[development] #drupal / #drupal-dev split considered harmful

Angela Byron drupal-devel at webchick.net
Wed Aug 1 00:39:35 UTC 2007

On 31-Jul-07, at 8:19 PM, Derek Wright wrote:

> On Jul 31, 2007, at 4:54 PM, Angela Byron wrote:
>> Since the people who founded #drupal-dev are the ones who rocked  
>> the boat, I believe it is their responsibility to steer us to our  
>> final destination. So what's it going to be? Are you guys going to  
>> hang out in #drupal and answer support questions all day? Or are  
>> you going to come back to the fold?
> Oh come on.  You've seen the replies we just got when we tried to  
> be logical and reasonable about it.  I thought I did a good job of  
> providing evidence for my position.  I'm not interested in trying  
> to have a debate in this climate, where the only replies in favor  
> of the old status quo are either:
> "I won't give up the channel to people too stupid to use IRC"
> or
> "Since you rocked the boat, it's now your responsibility to either  
> provide free support all day or admit you were wrong for wanting to  
> change anything".
> And, frankly, how dare you accuse Earl and myself (for example) for  
> not providing enough support?  Like we haven't done our share to  
> help the Drupal project, writing docs, answering questions (in and  
> out of IRC), improving the support tools on d.o, training the next  
> layer of developers and contributors, etc, etc.  I'm not even  
> talking about the code we write.  Please.

Yes, that was very poorly worded, and you have my full apologies. It  
was never my intention to disparage the efforts that people like you  
and Earl are putting into the Drupal community. It also was not my  
intention to start a fight or an argument -- I'm just very concerned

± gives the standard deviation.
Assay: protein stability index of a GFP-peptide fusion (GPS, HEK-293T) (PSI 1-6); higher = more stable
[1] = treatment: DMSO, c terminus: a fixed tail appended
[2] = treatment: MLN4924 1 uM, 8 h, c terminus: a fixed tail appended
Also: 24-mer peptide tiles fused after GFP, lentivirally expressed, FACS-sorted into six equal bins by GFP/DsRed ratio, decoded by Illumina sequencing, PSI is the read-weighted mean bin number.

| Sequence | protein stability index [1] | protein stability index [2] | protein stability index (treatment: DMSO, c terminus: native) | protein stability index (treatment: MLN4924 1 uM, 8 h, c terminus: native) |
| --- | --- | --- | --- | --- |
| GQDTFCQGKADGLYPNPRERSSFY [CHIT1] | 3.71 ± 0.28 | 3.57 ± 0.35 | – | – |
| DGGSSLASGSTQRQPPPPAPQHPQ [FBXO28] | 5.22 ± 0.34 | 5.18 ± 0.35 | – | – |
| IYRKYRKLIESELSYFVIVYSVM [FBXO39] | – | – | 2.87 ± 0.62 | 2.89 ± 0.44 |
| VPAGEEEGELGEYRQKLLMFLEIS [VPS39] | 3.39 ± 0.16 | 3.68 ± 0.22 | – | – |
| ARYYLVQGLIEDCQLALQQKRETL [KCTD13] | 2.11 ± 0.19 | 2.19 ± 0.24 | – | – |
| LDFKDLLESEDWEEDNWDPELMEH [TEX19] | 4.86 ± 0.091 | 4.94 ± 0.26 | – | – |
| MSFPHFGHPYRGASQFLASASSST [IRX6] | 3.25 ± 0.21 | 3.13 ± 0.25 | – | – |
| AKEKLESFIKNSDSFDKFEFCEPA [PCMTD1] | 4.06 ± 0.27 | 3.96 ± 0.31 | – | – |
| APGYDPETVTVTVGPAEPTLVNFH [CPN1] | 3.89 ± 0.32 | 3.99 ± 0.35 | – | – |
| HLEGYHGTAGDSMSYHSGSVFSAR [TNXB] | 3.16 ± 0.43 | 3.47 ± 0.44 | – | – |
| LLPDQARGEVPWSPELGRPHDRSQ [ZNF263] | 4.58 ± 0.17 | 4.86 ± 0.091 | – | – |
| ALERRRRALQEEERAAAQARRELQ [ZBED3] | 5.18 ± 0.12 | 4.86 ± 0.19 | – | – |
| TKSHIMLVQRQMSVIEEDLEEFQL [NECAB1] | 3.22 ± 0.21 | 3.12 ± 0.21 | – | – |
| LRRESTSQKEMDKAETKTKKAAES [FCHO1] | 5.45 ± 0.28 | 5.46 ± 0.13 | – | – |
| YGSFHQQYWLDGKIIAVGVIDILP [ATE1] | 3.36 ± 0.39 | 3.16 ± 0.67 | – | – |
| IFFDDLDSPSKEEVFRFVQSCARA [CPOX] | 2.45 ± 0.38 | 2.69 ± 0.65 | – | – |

with the impact this is having / will have on the community as a whole.

My intention, rather, was to drive home the fact that when smart,  
awesome people leave #drupal, it hurts the project as a whole,  
because #drupal is where the vast majority of users are going to go.  
Most users don't consider themselves "developer" material, and will  
never catch all of the great discussions going on in the #drupal-dev  
channel because they'll assume themselves too stupid to fit in. And  
as a result, Drupal misses out on new contributors who might be  
passively idling in #drupal, see people talking about some issue or  
another, and get sucked in. Couple this with a complete lack of  
people handling the 'support?' questions, and IMO the project as a  
whole is worse off.

But yes, I do believe that there is more to creating change than  
simply starting a new channel and going elsewhere. The only way  
#drupal will become a useful place for new users is if people start  
hanging out there and making it so. Abandoning it, as many have done,  
has only made things remarkably worse.


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